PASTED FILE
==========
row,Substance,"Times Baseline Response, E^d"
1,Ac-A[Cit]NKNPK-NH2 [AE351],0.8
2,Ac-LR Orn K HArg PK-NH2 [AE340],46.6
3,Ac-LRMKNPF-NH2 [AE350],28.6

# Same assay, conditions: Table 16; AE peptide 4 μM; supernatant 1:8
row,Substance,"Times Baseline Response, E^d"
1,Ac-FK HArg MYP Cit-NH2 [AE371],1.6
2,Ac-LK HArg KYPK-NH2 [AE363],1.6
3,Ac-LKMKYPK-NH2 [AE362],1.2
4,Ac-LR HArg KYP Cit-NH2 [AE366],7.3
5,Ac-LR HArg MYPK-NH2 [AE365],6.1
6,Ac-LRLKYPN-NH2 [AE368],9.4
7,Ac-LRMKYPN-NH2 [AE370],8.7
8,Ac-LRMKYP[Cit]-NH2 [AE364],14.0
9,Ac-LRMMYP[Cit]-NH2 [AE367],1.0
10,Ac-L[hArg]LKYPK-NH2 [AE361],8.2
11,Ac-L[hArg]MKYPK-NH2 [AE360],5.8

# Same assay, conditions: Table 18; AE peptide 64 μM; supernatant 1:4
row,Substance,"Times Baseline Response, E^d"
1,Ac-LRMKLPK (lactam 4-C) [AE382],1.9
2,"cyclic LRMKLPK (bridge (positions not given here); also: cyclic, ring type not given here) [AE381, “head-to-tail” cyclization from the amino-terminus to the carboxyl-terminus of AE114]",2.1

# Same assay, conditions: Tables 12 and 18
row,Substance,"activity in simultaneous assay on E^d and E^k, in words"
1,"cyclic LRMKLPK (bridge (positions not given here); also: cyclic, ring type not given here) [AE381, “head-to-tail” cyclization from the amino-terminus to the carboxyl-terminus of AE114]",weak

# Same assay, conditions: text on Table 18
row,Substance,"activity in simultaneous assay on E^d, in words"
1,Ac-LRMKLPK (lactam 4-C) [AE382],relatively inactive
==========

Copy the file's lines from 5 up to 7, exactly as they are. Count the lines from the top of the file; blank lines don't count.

# Same assay, conditions: Table 16; AE peptide 4 μM; supernatant 1:8
row,Substance,"Times Baseline Response, E^d"
1,Ac-FK HArg MYP Cit-NH2 [AE371],1.6